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I live right outside Boston and my house does not have an indoor garage to work on my EV conversion for when it rains/snows. However the house I live in does accommodate up to 4 cars (2 x 2).

Are there any preferred places to work on an EV conversion? If I were to get a drive-up storage space, would they allow me to work on a car inside the space I rent out?

Are there any other options I should consider? Car tents? Neighbors? Places that rent out shop space?
 

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You'd probably have to check with who you rented the garage space from as to whether you could work on the car in that space or not. Keep in mind you will also need room to get around the car (probably on your belly or back) and jack the car up, and some overhead to open the hood, lift things out, etc. You may find it hard to get clearance to do that work in a rented garage, so I'd take a measuring tape before putting down any money.
 

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For my car the motor had to go in from underneath, that had people on both sides and behind the car (rear engined car), but that was a couple of hours that could have been done outdoors.

Here's a random thought: try to first get the motor, a contactor, and a battery or two installed. Then you can drive the car in and out of the garage to make extra room for making battery boxes, cables, etc. It's also a great motivational boost when the car moves under its own power. :cool:
I live right outside Boston and my house does not have an indoor garage to work on my EV conversion for when it rains/snows. However the house I live in does accommodate up to 4 cars (2 x 2).

Are there any preferred places to work on an EV conversion? If I were to get a drive-up storage space, would they allow me to work on a car inside the space I rent out?

Are there any other options I should consider? Car tents? Neighbors? Places that rent out shop space?
 

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I have the same sort of problem too.

My drive holds seven cars if I pack them in. I currently have two cars, two trailers, a pile of building materials and a pile of logs.
What I don't have is a garage of any sort.

My contruction currently takes place either inside one of my trailers (52" wide, 42" high and 10' long) or in a basement workshop accessed by a tight enclosed staircase though the house.

My plan for building my trike is to build a temporary car port, six poles set in the ground with some corregated clear plastic roof sheets over the top and maybe part way down one side and one end to keep out some of the driving rain. A tarpaulin will be used to cover the part built trike.
I will have to make up parts in the workshop and then bring them up but I am not sure if I can physically get the chassis up the stairs yet so that may be made in parts for welding outside.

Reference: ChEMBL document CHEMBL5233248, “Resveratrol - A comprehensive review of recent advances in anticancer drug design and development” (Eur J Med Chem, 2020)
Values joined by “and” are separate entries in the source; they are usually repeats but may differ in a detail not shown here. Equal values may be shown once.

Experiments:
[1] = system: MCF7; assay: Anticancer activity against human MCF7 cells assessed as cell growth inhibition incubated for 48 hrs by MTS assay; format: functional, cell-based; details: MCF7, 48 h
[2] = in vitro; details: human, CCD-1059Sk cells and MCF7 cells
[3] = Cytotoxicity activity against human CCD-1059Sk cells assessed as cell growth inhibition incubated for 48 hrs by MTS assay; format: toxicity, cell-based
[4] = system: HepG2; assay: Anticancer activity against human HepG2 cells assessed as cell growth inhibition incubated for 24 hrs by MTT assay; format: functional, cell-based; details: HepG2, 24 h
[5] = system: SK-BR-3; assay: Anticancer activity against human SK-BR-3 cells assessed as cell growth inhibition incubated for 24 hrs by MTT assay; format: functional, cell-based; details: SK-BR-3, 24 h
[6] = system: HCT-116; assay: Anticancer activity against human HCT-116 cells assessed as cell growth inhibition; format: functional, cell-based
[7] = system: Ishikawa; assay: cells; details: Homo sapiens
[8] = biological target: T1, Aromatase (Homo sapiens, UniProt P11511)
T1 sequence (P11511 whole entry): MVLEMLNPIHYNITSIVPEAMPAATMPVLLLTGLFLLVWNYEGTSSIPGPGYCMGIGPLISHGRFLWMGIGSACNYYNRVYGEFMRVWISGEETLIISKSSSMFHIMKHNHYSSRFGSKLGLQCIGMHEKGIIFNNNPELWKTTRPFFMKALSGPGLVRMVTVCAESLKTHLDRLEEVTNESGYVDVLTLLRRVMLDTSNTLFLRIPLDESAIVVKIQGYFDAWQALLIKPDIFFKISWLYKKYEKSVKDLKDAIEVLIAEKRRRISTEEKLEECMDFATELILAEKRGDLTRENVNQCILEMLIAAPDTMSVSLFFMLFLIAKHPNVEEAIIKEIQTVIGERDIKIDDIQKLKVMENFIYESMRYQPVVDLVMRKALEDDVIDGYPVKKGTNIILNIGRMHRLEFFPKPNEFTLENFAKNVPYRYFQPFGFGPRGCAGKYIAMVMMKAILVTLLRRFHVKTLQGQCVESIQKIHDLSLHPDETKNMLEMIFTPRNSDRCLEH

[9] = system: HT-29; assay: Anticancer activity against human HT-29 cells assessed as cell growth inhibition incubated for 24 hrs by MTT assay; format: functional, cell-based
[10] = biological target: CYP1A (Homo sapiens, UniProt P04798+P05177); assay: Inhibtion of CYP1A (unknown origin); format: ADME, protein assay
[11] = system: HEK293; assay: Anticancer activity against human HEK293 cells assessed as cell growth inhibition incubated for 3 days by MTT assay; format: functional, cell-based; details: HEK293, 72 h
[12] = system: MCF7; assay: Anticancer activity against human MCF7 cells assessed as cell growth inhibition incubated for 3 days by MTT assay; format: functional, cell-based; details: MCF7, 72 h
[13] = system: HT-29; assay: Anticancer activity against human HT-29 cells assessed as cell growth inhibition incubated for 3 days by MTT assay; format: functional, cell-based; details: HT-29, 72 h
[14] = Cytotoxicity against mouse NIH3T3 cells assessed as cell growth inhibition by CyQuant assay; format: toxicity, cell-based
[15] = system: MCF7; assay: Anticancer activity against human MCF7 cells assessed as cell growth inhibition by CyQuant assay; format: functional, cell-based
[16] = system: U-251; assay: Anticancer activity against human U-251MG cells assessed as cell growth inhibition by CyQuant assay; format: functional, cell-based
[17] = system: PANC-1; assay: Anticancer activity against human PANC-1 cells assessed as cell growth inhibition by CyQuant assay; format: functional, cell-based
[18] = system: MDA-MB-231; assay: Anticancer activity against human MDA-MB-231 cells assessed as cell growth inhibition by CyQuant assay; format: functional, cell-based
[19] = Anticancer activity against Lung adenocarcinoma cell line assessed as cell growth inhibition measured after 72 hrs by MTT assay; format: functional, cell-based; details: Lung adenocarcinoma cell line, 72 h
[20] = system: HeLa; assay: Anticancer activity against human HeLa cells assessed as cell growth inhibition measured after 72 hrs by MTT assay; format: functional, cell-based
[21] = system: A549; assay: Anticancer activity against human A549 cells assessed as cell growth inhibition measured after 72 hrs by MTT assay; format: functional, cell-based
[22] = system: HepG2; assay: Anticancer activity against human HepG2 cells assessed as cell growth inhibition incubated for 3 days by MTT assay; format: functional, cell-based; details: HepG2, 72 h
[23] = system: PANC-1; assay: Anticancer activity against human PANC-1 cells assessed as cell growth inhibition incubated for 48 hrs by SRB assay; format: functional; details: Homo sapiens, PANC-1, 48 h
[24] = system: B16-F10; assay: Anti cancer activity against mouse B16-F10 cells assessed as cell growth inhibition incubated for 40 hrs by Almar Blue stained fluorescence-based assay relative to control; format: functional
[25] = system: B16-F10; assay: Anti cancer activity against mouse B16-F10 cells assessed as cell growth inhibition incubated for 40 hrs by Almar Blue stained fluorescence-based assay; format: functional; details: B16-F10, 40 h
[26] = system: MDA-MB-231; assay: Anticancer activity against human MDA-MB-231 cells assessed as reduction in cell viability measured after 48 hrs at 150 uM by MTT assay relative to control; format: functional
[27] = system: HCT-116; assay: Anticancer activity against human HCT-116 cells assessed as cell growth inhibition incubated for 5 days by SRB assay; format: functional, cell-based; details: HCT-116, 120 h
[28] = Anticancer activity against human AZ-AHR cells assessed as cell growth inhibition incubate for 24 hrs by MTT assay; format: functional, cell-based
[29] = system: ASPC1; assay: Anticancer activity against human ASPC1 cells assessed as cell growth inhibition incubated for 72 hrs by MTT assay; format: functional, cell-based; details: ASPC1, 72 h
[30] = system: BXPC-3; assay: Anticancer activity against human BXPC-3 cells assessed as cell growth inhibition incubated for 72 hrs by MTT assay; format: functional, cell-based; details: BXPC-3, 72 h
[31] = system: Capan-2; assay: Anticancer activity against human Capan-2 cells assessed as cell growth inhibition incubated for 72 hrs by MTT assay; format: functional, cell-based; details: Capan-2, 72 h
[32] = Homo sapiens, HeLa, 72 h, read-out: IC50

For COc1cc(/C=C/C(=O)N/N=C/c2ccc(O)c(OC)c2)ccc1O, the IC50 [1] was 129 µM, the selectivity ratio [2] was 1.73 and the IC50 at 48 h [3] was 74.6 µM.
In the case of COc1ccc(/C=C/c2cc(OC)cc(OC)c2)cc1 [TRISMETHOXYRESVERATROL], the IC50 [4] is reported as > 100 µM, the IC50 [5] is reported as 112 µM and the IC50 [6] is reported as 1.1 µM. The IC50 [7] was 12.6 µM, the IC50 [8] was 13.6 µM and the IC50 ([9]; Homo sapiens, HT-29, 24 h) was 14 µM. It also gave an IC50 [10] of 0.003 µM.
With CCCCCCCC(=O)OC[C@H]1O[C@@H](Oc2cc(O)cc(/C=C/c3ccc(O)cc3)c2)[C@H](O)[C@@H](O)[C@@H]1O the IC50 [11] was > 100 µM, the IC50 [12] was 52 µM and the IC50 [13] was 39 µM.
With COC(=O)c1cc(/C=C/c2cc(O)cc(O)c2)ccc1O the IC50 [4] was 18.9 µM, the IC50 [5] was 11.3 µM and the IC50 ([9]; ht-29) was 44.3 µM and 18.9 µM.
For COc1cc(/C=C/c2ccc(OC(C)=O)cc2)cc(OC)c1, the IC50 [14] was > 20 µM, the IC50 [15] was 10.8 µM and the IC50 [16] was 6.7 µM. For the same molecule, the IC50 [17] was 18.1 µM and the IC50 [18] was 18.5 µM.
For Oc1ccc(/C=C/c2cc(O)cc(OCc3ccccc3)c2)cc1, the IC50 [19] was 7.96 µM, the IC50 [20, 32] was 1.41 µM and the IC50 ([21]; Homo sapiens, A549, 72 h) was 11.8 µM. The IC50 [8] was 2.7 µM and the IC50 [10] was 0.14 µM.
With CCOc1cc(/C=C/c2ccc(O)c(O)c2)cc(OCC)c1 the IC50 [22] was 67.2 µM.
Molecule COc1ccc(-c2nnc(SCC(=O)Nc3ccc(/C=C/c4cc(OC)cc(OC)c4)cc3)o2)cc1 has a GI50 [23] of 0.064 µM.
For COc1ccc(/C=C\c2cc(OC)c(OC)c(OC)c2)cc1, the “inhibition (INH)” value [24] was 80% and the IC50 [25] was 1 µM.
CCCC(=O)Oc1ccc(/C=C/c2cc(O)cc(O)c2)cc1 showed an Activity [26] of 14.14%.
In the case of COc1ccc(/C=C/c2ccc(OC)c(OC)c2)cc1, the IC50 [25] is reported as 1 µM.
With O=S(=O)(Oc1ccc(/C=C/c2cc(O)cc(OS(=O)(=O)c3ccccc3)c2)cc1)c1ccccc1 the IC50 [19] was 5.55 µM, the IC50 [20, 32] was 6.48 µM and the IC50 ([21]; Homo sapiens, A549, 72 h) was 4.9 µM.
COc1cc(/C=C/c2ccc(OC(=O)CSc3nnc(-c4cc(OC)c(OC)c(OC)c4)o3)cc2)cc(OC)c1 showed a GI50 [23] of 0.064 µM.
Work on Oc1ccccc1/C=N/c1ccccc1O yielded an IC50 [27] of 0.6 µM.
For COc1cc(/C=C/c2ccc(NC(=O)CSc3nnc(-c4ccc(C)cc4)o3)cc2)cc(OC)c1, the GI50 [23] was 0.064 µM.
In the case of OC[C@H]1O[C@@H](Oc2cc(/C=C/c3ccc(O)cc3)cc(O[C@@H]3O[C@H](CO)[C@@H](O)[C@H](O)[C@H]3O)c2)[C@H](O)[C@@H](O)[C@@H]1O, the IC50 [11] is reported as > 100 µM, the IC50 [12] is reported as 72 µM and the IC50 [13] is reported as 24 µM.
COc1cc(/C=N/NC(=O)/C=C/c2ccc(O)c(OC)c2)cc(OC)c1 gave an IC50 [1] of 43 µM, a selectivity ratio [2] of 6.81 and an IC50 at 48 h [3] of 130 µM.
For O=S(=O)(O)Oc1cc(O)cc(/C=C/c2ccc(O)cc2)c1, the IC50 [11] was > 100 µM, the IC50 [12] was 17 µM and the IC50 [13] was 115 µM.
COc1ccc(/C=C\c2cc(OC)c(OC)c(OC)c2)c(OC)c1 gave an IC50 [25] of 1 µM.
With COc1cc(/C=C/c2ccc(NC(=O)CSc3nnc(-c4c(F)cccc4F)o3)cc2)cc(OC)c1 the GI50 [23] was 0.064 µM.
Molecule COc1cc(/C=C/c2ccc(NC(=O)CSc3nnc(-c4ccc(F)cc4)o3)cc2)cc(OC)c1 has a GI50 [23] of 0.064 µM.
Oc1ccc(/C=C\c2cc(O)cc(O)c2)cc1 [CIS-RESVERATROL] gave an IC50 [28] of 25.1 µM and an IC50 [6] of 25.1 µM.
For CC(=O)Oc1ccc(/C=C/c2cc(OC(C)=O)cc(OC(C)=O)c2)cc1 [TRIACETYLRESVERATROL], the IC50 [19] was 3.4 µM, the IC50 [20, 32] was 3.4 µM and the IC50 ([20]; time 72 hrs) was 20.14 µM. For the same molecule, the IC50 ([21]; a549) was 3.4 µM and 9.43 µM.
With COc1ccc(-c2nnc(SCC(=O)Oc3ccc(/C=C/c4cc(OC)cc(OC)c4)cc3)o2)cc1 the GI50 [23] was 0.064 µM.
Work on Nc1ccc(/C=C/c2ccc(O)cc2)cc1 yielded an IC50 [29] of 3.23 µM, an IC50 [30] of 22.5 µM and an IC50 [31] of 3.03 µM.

I have a friend who is restoring a car and has also made a temporary car port but it is more like a marquee as it is all tarpaulins and sticks. It flaps a lot when the wind blows and the tarps will puddle water and then leak.
He has a garage though but it is full of workshop tools and animal feed for his dozens of rabbits and two goats.
 

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I live right outside Boston and my house does not have an indoor garage to work on my EV conversion for when it rains/snows. However the house I live in does accommodate up to 4 cars (2 x 2).

Are there any preferred places to work on an EV conversion? If I were to get a drive-up storage space, would they allow me to work on a car inside the space I rent out?

Are there any other options I should consider? Car tents? Neighbors? Places that rent out shop space?

I have a 600 sq.ft. garage but it is full of machinery, and not heated or air conditioned. I found it WELL WORTHWHILE to enroll in an auto collision repair course in my local Community College, so much so that I am now in my second semester.

For the price of tuition, I enjoy 4.5 hours of shop time, 4 mornings a week (there is also an evening class which I have crashed a couple of times). The shop is large giving me all the room I need; heated and air conditioned (We had some 104 F days here in Colo this summer); equipped with things I do not have like aluminum welders, lifts, plasma cutters and spare parts off other cars; qualified instructors when I run into problems; and plenty of strong students eager to help when I lifted/ replaced the body of my kit car.

So what is the cost? With my senior citizen and state resident discounts, I paid less than $1600 from mid May until mid Dec. It could be worth your while to see if you can do something similar. I had to make special arrangements with the dept. head in order to not attend classes, take tests, etc. but I am a registered student and will get a grade. I hope I pass.
 

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If I were to get a drive-up storage space, would they allow me to work on a car inside the space I rent out?
look around for a closed car dealership or other warehouse space with an overhead door... and ask the landlord if you can get a short-term rental for 3 or 6 months. Leverage a good price for all the press you'll get and possible traffic finding out about the location. Make it a high-school 'mentor' program, and you might even get parents help pay for it!
 
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